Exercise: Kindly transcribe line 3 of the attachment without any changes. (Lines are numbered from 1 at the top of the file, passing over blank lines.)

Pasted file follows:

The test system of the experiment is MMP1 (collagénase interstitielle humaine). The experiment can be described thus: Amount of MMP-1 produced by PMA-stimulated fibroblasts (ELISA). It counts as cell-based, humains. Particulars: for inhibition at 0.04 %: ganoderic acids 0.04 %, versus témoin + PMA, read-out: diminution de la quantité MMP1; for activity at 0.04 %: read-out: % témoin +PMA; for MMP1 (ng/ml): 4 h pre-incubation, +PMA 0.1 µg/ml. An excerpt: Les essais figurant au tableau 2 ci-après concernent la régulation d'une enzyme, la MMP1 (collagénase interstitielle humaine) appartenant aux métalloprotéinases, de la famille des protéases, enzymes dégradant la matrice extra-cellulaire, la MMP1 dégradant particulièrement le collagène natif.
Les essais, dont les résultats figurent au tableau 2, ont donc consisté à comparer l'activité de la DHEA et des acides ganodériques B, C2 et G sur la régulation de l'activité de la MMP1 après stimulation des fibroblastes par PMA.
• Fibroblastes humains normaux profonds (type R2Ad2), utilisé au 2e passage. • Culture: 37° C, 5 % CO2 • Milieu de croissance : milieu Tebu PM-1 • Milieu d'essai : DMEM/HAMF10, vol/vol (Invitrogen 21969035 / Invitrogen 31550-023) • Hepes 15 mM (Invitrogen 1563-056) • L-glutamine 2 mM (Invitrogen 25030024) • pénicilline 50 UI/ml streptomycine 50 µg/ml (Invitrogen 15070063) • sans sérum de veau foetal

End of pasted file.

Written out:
• Fibroblastes humains normaux profonds (type R2Ad2), utilisé au 2e passage. • Culture: 37° C, 5 % CO2 • Milieu de croissance : milieu Tebu PM-1 • Milieu d'essai : DMEM/HAMF10, vol/vol (Invitrogen 21969035 / Invitrogen 31550-023) • Hepes 15 mM (Invitrogen 1563-056) • L-glutamine 2 mM (Invitrogen 25030024) • pénicilline 50 UI/ml streptomycine 50 µg/ml (Invitrogen 15070063) • sans sérum de veau foetal